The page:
Cell burial in Southampton
case study: Cell burial of knotweed and removal of asbestos revealed in the survey
In this case study, we look at why cell burial was the best option for eradication of Japanese knotweed.
KEY CASE STUDY HIGHLIGHTS
In May 2018 Japanese Knotweed Ltd (JKL) were contacted to discuss plans to develop a large plot affected by Japanese knotweed in Southampton, Hampshire. The site possessed large areas of Japanese knotweed, which JKL had been chemically treating since 2015 under a knotweed management plan for the previous landowner.
There were several challenges to this site (full details in the download) that included:
- Previously the site had been used as a landfill
- The estimated volume of knotweed soils to be buried (3,000m3) and the specification of burial. The total area of ground required to be opened was 2,700m2.
- Poor drainage and inclement weather during our time on the contract
- Discovering asbestos in the soil
We chose cell burial to eradicate the knotweed on this site. The soils were installed into the pit in shallow layers with a sheep’s-foot compaction roller used to compact each layer before another was added. Before capping the cell, all plant was decontaminated, with arising from the cleaning added to the cell. A final root barrier capping sheet was added covering the knotweed soils and welded to the flanking sheets to form a complete encapsulation cell. A final root barrier capping sheet was added covering the knotweed soils and welded to the flanking sheets to form a complete encapsulation cell.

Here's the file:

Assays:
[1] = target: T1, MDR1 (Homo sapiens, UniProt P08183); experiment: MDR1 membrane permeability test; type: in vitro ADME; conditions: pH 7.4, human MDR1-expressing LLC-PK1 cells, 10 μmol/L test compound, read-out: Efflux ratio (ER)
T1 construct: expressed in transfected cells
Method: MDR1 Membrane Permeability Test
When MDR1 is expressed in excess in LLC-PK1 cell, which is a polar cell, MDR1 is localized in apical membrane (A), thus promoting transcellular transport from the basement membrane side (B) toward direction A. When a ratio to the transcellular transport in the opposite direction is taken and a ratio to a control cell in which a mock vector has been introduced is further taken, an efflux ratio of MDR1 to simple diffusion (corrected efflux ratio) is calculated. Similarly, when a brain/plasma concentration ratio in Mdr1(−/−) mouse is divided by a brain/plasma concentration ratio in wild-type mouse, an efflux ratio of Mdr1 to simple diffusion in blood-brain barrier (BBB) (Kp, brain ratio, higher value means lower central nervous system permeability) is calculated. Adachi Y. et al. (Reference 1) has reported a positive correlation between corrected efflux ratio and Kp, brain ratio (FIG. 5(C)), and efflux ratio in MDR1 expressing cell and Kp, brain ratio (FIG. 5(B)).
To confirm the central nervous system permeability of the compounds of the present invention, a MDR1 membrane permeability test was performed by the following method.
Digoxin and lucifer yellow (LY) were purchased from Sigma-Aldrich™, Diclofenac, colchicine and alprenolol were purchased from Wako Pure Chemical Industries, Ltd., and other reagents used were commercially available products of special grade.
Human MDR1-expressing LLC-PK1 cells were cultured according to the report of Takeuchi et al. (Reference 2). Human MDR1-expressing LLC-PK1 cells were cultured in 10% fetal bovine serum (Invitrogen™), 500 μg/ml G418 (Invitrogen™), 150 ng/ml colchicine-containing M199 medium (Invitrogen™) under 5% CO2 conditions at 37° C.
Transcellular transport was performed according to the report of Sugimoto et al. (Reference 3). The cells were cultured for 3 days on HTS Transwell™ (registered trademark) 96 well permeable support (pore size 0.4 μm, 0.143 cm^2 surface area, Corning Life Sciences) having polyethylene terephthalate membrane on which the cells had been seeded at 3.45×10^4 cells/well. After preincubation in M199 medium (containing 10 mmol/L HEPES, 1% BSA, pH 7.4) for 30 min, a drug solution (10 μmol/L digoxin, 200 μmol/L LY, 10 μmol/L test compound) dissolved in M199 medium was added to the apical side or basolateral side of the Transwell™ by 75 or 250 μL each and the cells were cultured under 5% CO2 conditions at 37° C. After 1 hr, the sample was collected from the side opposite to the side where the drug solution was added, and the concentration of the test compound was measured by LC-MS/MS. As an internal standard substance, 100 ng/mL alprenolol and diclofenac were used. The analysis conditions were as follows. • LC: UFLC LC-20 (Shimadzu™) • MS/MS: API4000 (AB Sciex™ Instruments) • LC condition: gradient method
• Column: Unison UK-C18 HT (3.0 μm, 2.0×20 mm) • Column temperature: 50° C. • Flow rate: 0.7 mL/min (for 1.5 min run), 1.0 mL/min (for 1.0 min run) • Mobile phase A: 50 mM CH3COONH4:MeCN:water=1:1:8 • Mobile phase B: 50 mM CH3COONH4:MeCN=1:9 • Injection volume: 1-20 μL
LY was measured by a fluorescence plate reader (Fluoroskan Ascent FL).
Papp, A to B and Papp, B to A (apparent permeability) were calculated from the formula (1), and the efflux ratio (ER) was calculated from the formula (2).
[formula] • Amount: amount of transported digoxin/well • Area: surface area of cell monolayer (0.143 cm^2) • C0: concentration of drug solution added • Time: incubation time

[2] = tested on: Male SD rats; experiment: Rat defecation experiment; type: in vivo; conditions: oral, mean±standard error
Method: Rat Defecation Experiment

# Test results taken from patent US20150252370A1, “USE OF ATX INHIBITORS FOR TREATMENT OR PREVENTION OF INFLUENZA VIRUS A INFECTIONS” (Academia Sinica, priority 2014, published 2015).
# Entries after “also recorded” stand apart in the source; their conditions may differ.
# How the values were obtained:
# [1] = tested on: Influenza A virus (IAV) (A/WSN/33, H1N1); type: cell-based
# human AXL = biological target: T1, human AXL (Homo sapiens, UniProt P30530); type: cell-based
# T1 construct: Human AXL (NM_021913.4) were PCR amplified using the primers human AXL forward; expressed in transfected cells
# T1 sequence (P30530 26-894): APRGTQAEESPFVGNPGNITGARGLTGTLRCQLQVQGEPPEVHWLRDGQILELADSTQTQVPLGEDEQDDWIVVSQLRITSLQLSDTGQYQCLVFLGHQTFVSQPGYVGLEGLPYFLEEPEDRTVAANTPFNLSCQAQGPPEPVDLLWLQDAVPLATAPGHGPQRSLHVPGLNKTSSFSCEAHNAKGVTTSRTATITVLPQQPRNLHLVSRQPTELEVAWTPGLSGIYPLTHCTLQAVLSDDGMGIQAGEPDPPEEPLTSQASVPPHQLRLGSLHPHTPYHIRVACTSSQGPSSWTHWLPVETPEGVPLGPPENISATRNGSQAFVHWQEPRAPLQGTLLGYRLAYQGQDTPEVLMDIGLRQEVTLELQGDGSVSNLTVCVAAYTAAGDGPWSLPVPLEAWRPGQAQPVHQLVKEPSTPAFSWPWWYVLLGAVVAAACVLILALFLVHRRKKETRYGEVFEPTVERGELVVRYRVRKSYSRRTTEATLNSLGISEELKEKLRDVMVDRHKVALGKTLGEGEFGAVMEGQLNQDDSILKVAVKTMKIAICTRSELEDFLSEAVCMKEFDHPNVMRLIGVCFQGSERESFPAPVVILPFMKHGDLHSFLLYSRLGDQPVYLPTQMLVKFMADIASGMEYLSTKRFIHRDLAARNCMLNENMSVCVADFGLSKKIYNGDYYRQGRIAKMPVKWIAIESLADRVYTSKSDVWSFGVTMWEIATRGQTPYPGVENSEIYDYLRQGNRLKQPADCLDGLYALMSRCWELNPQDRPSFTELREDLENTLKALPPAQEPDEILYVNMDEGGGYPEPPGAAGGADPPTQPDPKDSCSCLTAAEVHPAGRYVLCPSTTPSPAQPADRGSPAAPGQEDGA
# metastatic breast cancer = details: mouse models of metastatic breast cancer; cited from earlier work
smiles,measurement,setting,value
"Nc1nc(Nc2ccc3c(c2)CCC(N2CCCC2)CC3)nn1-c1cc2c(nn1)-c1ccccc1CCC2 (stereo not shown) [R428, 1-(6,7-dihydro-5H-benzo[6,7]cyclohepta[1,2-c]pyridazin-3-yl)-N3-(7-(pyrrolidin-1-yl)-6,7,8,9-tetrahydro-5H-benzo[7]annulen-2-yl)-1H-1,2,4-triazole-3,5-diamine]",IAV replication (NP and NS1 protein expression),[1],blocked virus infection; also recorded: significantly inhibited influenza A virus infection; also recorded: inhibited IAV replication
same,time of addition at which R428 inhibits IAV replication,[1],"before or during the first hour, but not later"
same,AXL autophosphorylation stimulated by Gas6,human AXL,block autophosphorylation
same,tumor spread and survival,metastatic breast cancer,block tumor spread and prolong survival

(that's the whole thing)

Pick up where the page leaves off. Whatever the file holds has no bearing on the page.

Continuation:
JKL successfully completed the works to the client’s timetable. 4,500 tonnes of knotweed were buried, with an additional 8,500 tonnes of clean soils excavated for the burial pit. Total soil movements to complete the operation totalled 19,400 tonnes. Works took 26 days from the 10th October to the 11th November 2018 excluding the asbestos removal and disposal of affected soils at landfill.